The fuel consumption of commercial aircraft has been reduced by about 20% due to an increased use of lightweight, plastic-based, composites. Future aircraft will be comprised of even higher percentages of composites. In addition to light-weighting enabling greater fuel efficiency, it is recognised that composite alternatives to metals will be essential for full electrification of cars to be realised. The composites are typically blends of epoxy resins, which are a form of thermoset, and engineering thermoplastic polymers. Our aim is to develop models that describe how blending and hardening couple to form nano and microscale structures, to guide the formulation of the next generation of composites.
The blends initially consist of the unreacted epoxy and engineering thermoplastic in a homogeneous, liquid state. The thermosets are then cross-linked in situ with curatives, typically amines, whilst being heated. The increasing molecular weights of the epoxy/amine components cause the blends to phase separate due to a loss of entropy. Phase separation is a dynamic, non-equilibrium process, where both the phase behaviour and the motion of individual chains determine how fast the phase separation proceeds and the length scales of the structures that dominate.
Our research program aims to develop computational models that couple the statistical thermodynamics describing the phase behaviour with the kinetics of both chemical reactions and the molecular motion of branched polymers. Our work is motivated by recent experimental observations that currently lack a physical interpretation. Our aims in this project are to:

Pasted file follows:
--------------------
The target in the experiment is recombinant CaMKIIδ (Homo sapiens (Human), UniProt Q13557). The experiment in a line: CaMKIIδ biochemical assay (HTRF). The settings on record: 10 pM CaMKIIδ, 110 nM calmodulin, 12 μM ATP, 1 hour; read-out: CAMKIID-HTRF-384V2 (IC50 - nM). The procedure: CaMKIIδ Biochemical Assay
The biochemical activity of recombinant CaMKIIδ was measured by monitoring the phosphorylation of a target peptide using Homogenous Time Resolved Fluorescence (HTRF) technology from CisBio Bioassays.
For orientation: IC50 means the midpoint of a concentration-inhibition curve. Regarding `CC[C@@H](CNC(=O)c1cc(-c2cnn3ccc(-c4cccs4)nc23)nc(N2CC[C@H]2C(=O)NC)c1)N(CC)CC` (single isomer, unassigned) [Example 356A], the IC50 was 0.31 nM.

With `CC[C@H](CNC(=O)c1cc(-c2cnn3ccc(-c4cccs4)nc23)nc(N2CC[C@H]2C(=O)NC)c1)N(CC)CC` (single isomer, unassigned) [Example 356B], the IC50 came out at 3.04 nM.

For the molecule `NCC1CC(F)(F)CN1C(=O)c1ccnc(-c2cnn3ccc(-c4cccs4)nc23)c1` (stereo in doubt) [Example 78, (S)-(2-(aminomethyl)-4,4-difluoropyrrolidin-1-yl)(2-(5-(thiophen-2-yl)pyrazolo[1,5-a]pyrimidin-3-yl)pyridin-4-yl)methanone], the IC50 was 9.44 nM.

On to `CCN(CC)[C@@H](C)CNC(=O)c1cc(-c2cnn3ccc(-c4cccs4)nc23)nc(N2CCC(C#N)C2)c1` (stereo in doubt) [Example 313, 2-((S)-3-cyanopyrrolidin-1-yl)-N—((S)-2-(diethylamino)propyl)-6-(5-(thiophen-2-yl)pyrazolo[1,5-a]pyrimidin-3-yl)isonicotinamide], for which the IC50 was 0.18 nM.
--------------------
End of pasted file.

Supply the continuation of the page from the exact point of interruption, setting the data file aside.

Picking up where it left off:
To develop a non-equilibrium model in order to model the kinetics of phase separation and predict the flow response of the blends. The latter will enable us to compare theory with experiments conducted on curing samples at Solvay, the project partner.
To use the Monte Carlo model to parameterise coarser grained methods for modelling structure and structure evolution in the presence of interfaces, which is of particular importance when the blends are impregnated into carbon fibres.
To significantly increase code efficiency through parallelisation using Graphical Processing Units, in order to model longer time processes for larger systems, making results more experimentally relevant.
To support neutron scattering experiments, being conducted by collaborators in Lyon, which will be essential to verify and refine our modelling.
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